Besides improving daily workflow, a significant role of the perioperative sonographer is to teach users how to implement a formal protocol during the execution of the exam. We have found our PECS faculty use echo differently, according to the clinical need. The perioperative sonographer assures ultrasound, at whatever level, is being conducted per protocol. This consistency improves ultrasound interpretation across subspecialty lines. In collaboration with the Echo Laboratory and the Division of Cardiology, joint Quality Assurance meetings are held quarterly and internal meetings monthly. These multidisciplinary meetings have brought significant teaching, quality improvement, and research to the PECS. None of this could be possible without the close working relationship between the sonographer and the Medical Director, and the active participation of the 20+ physicians who make up the PECS.
Beyond clinical and quality measures, sonographers can add a significant amount to the teaching of faculty and trainees. The development of echo courses, didactics, hands-on instruction, and simulated teaching modules can all be integrated to provide a multi-faceted approach to ultrasound instruction. Most physicians who teach ultrasound to a wide array of providers have found significant benefits to instructing in conjunction with a sonographer who may have more flexibility with clinical demands.
We realize that our program is unique. However, as the use of ultrasound within medicine expands, and the number of ultrasound users grows, so does the need for well-balanced and competent teams. While the previous norm has been for sonographers to primarily support work in echocardiography laboratories and operate in the perioperative realm on a need-only basis, we believe the addition of sonographers to the perioperative echo team is critical, beneficial, and productive. As the expansion of ultrasound in perioperative and critical care medicine continues to evolve, we have found a multidisciplinary team approach has made echo education, quality, and patient care both feasible and rewarding.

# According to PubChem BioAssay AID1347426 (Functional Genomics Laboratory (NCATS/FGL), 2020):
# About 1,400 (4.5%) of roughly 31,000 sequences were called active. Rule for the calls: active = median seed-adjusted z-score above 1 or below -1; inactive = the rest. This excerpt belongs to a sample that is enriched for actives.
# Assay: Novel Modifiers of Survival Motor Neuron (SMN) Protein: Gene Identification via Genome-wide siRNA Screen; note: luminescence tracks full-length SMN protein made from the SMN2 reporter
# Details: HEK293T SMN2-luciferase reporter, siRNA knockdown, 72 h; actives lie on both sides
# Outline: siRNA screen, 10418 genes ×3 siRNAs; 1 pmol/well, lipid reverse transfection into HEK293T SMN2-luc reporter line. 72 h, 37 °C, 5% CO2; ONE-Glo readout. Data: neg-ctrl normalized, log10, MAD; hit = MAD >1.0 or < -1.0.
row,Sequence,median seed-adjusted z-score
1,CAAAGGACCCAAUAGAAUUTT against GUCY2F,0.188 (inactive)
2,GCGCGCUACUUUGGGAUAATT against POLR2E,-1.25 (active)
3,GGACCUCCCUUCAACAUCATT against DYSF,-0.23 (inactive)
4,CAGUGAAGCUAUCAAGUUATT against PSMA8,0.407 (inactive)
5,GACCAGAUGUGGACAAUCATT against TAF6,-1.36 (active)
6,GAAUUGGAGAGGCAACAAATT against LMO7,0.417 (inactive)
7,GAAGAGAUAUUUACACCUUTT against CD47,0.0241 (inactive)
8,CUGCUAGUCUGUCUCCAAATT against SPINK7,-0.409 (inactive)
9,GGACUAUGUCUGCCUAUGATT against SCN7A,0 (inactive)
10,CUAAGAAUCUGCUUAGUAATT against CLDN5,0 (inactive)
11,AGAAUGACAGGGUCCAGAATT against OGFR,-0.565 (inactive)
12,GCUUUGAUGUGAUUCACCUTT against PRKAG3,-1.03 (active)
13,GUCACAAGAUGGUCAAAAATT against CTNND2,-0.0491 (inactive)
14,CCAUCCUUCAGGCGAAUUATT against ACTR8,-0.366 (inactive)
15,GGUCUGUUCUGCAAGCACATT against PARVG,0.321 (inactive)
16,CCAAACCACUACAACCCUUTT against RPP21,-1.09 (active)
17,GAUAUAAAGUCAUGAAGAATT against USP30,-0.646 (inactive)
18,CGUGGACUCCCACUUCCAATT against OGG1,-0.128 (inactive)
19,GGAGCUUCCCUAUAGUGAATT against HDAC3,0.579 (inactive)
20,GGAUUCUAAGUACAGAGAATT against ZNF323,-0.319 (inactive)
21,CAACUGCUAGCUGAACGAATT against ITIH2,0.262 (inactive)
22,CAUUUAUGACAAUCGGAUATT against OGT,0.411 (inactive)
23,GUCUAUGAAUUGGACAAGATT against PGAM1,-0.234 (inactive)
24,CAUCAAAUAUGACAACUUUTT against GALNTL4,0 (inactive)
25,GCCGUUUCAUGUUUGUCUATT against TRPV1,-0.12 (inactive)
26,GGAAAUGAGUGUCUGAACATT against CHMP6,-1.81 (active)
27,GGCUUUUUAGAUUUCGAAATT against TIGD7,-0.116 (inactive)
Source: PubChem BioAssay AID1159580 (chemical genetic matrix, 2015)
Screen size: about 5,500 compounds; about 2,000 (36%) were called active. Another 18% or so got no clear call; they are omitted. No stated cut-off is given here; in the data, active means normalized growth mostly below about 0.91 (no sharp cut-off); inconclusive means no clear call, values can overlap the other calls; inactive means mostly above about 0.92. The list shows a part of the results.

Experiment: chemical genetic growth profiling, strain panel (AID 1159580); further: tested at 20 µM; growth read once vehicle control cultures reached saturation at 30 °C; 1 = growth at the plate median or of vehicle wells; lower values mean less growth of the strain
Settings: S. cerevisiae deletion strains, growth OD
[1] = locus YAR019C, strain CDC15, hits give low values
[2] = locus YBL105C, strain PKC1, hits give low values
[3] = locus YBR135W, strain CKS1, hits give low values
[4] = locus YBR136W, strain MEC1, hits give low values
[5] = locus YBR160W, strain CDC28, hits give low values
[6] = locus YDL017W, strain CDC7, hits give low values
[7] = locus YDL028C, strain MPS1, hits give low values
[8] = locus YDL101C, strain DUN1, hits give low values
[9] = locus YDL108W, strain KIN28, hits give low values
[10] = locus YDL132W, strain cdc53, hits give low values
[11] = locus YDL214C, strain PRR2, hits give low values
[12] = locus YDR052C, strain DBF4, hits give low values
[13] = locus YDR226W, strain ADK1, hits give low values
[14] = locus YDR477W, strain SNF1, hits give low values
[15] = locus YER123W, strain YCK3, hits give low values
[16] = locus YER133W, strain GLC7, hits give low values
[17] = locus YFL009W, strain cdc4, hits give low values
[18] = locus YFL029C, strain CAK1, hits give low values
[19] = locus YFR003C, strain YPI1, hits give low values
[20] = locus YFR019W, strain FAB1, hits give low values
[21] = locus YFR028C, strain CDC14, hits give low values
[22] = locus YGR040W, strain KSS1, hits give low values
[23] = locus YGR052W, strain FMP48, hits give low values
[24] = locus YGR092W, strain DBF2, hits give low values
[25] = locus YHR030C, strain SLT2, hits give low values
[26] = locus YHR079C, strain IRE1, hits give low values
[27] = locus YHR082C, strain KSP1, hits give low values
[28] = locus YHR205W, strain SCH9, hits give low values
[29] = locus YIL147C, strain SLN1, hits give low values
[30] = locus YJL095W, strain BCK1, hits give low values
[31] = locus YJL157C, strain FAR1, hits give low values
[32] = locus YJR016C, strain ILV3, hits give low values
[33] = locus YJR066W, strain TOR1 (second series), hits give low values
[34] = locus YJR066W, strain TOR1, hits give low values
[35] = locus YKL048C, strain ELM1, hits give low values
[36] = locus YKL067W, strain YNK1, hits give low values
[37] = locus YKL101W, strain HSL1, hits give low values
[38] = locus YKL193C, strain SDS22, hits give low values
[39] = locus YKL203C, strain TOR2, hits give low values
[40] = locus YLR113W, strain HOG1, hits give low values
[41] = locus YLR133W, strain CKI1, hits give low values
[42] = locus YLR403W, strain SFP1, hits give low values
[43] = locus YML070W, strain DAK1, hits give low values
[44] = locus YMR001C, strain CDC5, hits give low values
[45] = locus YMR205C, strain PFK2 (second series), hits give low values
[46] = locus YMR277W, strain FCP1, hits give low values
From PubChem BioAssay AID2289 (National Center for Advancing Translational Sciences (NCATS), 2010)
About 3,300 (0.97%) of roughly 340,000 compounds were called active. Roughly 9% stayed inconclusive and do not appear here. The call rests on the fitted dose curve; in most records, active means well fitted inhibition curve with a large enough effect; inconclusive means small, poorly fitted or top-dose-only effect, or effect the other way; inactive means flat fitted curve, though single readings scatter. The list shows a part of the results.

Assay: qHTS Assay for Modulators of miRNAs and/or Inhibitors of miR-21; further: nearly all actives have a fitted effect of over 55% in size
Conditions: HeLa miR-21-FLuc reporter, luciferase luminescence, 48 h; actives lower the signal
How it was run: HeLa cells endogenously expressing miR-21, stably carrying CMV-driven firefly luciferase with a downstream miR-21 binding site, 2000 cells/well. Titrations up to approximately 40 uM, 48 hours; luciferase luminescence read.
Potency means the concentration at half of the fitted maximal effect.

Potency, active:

Sasha K. Shillcutt, MD, MS, FASE is an Associate Professor and the Vice Chair of Strategy and Clinical Transformation in the Department of Anesthesiology at the University of Nebraska Medical Center (UNMC). Dr. Shillcutt also serves as the Director of both the Clinical Research and Perioperative Echocardiography Program. She is the Course Director of the UNMC Department of Anesthesiology Perioperative and Critical Care Echocardiography Training Programs, and has NIH funded research through the National Institute of Aging on the use of echocardiography in perioperative patients. She is a member of the ASE Council on Perioperative Echocardiography Steering Committee.
Walker R. Thomas RDCS, FASE is an Instructor in the Department of Anesthesiology at the University of Nebraska Medical Center. He is the sonographer for all perioperative areas such as Preanesthesia Screening Clinic, Immediate Post-Anesthesia Care Unit, Operating Room, and Critical Care Units. He is instrumental in teaching several echocardiography courses, from focused ultrasound to 3D echocardiography and advanced imaging modalities, and is an active member of COPE.